Smokers are Most Likely to Think About Quitting on Mondays
Move over, New Year’s resolutions. When it comes to quitting smoking, tobacco addicts are most likely to consider kicking the habit on an ordinary Monday, new research finds.
That’s according to a global analysis of weekly Google search terms led by a team of researchers and public health experts who say that knowing when smokers are most interested in quitting is the first step to helping them stop.
“What we’re saying here is, people are actually paying attention and that measure of attention is stronger than what you’ve been looking at,” said John W. Ayers, a public health researcher at San Diego State University and lead author of the study published Monday in the journal JAMA Internal Medicine.
The new research found that the volume of stop-smoking queries was about 25 percent higher on Mondays than on the remaining days of the week combined, according to the analysis that looked at Google logs from 2008 to 2012 in English, French, Chinese, Portuguese, Russian and Spanish.
In fact, English language searches for terms such as “help quit smoking” were about 11 percent higher on Mondays than on Wednesdays, about 67 percent higher than on Fridays — and about 145 percent greater on Mondays than on Saturdays.
The research could revolutionize the way that health officials think of helping the estimated 1 billion smokers worldwide, according to the World Health Organization, including the nearly 44 million adults who smoke in the U.S, researchers said.
About 70 percent of U.S. smokers say they want to quit, according to the Centers for Disease Control and Prevention, and a little more than half attempt to each year.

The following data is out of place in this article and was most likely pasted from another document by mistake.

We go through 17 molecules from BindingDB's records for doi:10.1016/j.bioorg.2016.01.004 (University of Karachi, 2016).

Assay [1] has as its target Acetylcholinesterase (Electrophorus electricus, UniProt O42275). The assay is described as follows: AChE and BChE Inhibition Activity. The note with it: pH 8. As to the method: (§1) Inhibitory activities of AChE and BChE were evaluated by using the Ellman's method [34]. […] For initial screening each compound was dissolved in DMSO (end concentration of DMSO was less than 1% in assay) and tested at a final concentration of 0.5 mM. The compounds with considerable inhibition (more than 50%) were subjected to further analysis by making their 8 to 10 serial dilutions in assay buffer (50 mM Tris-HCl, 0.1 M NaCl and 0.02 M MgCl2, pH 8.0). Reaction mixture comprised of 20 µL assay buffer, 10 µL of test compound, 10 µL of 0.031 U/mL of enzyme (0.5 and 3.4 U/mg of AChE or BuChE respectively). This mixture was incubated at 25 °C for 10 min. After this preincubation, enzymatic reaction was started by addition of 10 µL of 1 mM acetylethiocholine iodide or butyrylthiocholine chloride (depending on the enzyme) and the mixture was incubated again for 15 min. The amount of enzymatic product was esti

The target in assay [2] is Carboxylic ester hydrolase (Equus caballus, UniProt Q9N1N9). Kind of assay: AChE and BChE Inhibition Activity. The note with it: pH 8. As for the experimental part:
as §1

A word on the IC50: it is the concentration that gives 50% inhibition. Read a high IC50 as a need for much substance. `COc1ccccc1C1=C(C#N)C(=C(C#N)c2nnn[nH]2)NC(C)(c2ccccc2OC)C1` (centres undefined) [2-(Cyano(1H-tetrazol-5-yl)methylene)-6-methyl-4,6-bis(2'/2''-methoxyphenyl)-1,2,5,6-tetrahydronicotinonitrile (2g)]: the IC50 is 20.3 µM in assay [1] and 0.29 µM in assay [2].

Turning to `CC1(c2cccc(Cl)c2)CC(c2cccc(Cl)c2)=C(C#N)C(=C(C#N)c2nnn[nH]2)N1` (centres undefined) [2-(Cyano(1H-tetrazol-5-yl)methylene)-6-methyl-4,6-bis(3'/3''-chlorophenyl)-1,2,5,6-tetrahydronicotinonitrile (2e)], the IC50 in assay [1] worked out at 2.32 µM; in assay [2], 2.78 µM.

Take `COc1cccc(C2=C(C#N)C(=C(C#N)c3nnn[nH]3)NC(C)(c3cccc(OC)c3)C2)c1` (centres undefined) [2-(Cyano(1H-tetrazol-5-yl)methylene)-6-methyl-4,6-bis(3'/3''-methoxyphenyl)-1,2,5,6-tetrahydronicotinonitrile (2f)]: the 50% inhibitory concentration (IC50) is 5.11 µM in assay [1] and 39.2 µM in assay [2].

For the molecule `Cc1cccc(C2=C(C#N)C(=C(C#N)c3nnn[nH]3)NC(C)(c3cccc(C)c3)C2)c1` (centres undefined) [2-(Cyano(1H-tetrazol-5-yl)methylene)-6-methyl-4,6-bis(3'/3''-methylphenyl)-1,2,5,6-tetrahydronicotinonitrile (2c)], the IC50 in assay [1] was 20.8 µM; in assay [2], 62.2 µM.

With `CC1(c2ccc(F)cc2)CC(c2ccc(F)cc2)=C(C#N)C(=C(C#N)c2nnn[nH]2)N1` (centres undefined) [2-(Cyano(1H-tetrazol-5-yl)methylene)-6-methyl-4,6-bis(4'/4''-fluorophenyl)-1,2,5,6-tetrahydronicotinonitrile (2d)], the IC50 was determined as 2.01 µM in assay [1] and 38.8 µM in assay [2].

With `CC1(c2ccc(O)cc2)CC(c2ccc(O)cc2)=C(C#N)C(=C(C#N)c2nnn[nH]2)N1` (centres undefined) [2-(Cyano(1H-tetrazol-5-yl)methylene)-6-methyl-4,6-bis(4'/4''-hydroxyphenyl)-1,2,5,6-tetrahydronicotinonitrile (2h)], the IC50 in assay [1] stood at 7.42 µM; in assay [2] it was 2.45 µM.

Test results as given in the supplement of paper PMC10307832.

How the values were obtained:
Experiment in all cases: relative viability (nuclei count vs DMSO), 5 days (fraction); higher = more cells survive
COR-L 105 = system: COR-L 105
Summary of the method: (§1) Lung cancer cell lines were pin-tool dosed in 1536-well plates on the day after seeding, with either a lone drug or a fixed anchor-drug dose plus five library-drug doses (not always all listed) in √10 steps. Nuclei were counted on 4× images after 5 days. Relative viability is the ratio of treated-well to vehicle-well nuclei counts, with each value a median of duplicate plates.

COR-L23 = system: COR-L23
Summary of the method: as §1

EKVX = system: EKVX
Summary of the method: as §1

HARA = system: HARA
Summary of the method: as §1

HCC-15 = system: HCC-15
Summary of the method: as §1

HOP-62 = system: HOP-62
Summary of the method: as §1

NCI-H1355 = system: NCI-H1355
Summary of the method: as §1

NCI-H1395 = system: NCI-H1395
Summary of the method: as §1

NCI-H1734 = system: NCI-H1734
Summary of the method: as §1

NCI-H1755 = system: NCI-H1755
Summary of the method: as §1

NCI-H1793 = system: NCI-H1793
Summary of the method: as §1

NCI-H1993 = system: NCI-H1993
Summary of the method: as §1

About 600,000 smoking cessation queries were logged a day, with Mondays being about 150,000 queries higher, said Ayers. The research was co-sponsored by The Monday Campaigns, a nonprofit public health effort that focuses on dedicating the first day of every week to boosting health behaviors. The Santa Fe Institute and the Johns Hopkins Bloomberg School of Public Health also helped monitor the Google searches.
The findings are important because researchers have typically thought the impulse to quit smoking was random or chaotic. There was some research that showed people vowed to quit smoking on New Year’s Day.
“On New Year’s Day, interest in smoking cessation doubles,” Ayers said. “But New Year’s happens one day a year. Here we’re seeing a spike that happens once a week.”
Armed with that insight, public health campaigns and stop-smoking efforts could direct their resources — time, staffing, money — earlier in the week, when they might get best results, said Morgan Johnson, research director for the Monday Campaigns, the group behind efforts such as the 10-year-old campaign urging Meatless Mondays.
“Monday is a day when people are more open to receiving information about health decisions and more likely to act on those decisions,” she said. “Everyone experiences Monday every week, and there are 52 of them a year. It’s a way to foster smaller steps over time.”